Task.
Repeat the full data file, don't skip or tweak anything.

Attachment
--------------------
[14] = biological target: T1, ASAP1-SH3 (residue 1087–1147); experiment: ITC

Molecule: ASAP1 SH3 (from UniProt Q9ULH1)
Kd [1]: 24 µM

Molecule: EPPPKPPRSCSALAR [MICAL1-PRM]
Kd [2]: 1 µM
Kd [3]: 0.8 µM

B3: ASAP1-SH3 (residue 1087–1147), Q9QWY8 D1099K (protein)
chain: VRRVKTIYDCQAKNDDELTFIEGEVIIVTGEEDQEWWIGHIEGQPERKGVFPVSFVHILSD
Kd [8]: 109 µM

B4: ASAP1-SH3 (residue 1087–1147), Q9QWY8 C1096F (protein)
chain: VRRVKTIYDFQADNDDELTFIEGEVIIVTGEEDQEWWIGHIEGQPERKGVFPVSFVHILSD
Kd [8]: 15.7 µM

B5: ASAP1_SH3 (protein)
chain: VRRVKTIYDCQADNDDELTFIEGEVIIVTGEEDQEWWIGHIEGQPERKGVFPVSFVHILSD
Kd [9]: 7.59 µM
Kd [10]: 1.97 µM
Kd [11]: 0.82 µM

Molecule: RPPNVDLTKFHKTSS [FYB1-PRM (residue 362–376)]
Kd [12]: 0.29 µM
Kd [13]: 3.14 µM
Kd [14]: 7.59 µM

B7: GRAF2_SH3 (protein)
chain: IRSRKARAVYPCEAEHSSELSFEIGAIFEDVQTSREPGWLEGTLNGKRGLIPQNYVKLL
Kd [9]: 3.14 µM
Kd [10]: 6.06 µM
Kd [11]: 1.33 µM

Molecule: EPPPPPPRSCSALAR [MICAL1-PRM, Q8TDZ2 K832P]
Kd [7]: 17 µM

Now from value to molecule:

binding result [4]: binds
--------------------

[14] = biological target: T1, ASAP1-SH3 (residue 1087–1147); experiment: ITC

Molecule: ASAP1 SH3 (from UniProt Q9ULH1)
Kd [1]: 24 µM

Molecule: EPPPKPPRSCSALAR [MICAL1-PRM]
Kd [2]: 1 µM
Kd [3]: 0.8 µM

B3: ASAP1-SH3 (residue 1087–1147), Q9QWY8 D1099K (protein)
chain: VRRVKTIYDCQAKNDDELTFIEGEVIIVTGEEDQEWWIGHIEGQPERKGVFPVSFVHILSD
Kd [8]: 109 µM

B4: ASAP1-SH3 (residue 1087–1147), Q9QWY8 C1096F (protein)
chain: VRRVKTIYDFQADNDDELTFIEGEVIIVTGEEDQEWWIGHIEGQPERKGVFPVSFVHILSD
Kd [8]: 15.7 µM

B5: ASAP1_SH3 (protein)
chain: VRRVKTIYDCQADNDDELTFIEGEVIIVTGEEDQEWWIGHIEGQPERKGVFPVSFVHILSD
Kd [9]: 7.59 µM
Kd [10]: 1.97 µM
Kd [11]: 0.82 µM

Molecule: RPPNVDLTKFHKTSS [FYB1-PRM (residue 362–376)]
Kd [12]: 0.29 µM
Kd [13]: 3.14 µM
Kd [14]: 7.59 µM

B7: GRAF2_SH3 (protein)
chain: IRSRKARAVYPCEAEHSSELSFEIGAIFEDVQTSREPGWLEGTLNGKRGLIPQNYVKLL
Kd [9]: 3.14 µM
Kd [10]: 6.06 µM
Kd [11]: 1.33 µM

Molecule: EPPPPPPRSCSALAR [MICAL1-PRM, Q8TDZ2 K832P]
Kd [7]: 17 µM

Now from value to molecule:

binding result [4]: binds